In the morning, Victor carefully extricated himself
from the cuddlesome pile of limbs that had
taken over his bed, leaving Igor and Csilla
entwined while he slipped into the bathroom.
"The Noblest of All Animals"
Victor takes Igor and Shandor down to the village in search of justice. It doesn't show very often, but Victor is really not a safe person to piss off.
After breakfast, Victor went to the back of his closet
and pulled out what he privately thought of as
his "lord clothes," the gold-piped black suit and
his best white shirt with pearl buttons all down
the front placket, gold cufflinks and stickpin,
tall black boots hugging his legs, then
a top hat and frock coat over it all.
Usually he felt pretentious putting on
such a show, but today it felt different.
Today it felt like armor, like a knight
girding himself for the battle to come.
"News Bulletin: The Massacre of Cascabel" -- This gives an early glimpse of Carinan reactions to a major event in the war, which involved Spalling.
"The Conscience of the War" -- Here is the beginning of the turnaround, poignantly portrayed in a war poem.
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1) Does it emit radiation? If so, it's probably something you don't want next to your skin a lot. Remember that the most common danger from radiation isn't a single big does, but the buildup over time, in which a lot of tiny doses definitely add up. This could be greatly reduced by shielding. Companies probably won't bother unless consumers force them to. But you can probably make your own. Radiation from wearables isn't very strong so you don't need six feet of concrete to stop it. Consider also that some wearables emit a lot more than others. Don't choose a high-rad device if a low-rad one will do what you need.
2) Does it contain toxic materials? This is common, as things must be proven unsafe rather than proven safe. There are things which, again, you probably don't want to press on your skin all the time. This is easily solved by using a protective cover of something you're not allergic to and don't make go haywire. Don't trust corporations to put your safety first; they are legally obligated (in America) to put their shareholders' profits first. Don't trust government agencies either; they're interested in avoiding panic and making their donors happy. You are not their priority either. Look for reports by people who don't have a dog in the fight. These are rare, but tend to be more reliable if you can find them. Also if something is getting banned somewhere, it's probably not great for your body.
3) Does it interfere with your somatic motions, make your body part hurt, or cause some other physical problems? This is likely an ergonomic issue which may be affected by the size, shape, weight, etc. of the device. Later generations will probably improve. If you have this problem, try moving the device, carrying it in a pocket, etc. If all else fails, wait a year or two and test a newer model.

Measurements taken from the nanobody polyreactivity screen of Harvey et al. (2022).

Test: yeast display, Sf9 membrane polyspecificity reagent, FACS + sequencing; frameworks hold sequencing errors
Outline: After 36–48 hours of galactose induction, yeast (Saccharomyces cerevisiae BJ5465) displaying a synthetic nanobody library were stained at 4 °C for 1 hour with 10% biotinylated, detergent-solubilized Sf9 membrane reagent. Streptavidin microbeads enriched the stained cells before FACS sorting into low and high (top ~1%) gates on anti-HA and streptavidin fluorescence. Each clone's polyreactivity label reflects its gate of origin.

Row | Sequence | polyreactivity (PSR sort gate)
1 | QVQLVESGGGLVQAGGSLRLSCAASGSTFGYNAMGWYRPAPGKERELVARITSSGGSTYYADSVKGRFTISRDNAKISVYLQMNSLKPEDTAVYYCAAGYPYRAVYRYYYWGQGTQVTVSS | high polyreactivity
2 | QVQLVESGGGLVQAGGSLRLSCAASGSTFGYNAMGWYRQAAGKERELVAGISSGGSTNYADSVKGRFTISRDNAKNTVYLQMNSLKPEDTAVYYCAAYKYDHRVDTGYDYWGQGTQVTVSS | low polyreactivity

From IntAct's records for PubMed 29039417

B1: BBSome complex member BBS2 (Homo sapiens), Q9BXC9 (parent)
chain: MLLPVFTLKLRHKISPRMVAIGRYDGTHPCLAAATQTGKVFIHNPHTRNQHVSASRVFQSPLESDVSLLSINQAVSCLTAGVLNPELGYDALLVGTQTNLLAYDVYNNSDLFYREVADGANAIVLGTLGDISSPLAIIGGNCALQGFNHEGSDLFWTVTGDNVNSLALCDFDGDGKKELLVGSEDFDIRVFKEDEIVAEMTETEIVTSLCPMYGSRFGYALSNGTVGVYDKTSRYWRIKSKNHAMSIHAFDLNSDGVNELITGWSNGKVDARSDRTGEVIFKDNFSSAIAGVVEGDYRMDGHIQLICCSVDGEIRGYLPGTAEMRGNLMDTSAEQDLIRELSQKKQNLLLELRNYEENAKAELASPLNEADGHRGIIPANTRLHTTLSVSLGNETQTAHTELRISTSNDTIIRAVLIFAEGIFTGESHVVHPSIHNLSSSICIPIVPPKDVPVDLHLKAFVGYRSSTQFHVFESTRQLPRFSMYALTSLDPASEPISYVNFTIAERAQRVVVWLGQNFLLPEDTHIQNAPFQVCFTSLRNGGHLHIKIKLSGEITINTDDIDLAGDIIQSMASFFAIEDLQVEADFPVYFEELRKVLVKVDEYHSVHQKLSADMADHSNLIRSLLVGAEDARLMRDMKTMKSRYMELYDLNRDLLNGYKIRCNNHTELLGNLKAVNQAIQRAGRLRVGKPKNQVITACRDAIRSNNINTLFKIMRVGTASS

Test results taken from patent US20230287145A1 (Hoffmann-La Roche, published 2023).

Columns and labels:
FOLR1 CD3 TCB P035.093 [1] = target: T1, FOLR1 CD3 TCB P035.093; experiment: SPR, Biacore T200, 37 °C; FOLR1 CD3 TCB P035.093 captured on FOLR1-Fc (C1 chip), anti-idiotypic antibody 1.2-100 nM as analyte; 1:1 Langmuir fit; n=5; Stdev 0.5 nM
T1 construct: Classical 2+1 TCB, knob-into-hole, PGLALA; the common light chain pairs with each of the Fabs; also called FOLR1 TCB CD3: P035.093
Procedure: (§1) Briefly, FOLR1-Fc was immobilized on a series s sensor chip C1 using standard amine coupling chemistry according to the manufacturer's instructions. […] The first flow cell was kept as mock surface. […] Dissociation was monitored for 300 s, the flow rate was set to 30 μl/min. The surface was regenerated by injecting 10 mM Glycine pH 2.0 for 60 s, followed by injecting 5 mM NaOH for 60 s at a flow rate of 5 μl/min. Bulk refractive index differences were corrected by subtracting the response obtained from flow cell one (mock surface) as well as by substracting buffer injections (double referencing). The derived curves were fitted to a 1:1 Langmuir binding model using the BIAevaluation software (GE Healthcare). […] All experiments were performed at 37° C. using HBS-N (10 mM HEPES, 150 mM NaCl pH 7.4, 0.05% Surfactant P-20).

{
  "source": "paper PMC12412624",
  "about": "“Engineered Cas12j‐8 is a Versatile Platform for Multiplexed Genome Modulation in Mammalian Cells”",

4) Does it mess with your social, sleep, or other life patterns? This tends to be a behavior issue, which is a combination of physical and nonphysical factors. Staring at a glowing screen at night can make you unsleepy (but not untired, alas). So can thinking about complex things such as what someone's latest message means for your schedule tomorrow. If you have this type of problem, try modifying the times when you use your device. Staring at the gizmo on your wrist could cause your to walk into traffic and get hit by a car, or piss off your friend and get dumped. If you are having this type of problem, try changing the way in which you interact with your device and with people around you.
5) In any case, pay close attention to new technology before and after adopting it. What are the financial, physical, social, and time costs? What are you gaining by using this tool? What are you losing? I highly recommend the Amish rule: When deciding whether to adopt a new piece of technology, ask whether it does more good than harm. If it does more good, adopt it. If it does more harm, do not adopt it. (You don't have the draw the line in the same place they do. I don't, but I use the same rule. Heck, even they argue over it.) Really really think about this. Don't grab something new just because it is new and everyone says it's cool. Think about what it will do for you and what you'll have to give up to get that.